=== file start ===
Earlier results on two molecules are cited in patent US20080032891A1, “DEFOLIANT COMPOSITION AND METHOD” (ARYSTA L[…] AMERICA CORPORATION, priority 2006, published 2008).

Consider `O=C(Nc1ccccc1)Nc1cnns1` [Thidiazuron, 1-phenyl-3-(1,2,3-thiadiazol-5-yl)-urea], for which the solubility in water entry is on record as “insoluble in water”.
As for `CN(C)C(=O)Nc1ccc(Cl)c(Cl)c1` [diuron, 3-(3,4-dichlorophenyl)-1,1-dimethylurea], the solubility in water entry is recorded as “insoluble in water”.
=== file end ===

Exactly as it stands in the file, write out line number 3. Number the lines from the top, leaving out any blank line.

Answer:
As for `CN(C)C(=O)Nc1ccc(Cl)c(Cl)c1` [diuron, 3-(3,4-dichlorophenyl)-1,1-dimethylurea], the solubility in water entry is recorded as “insoluble in water”.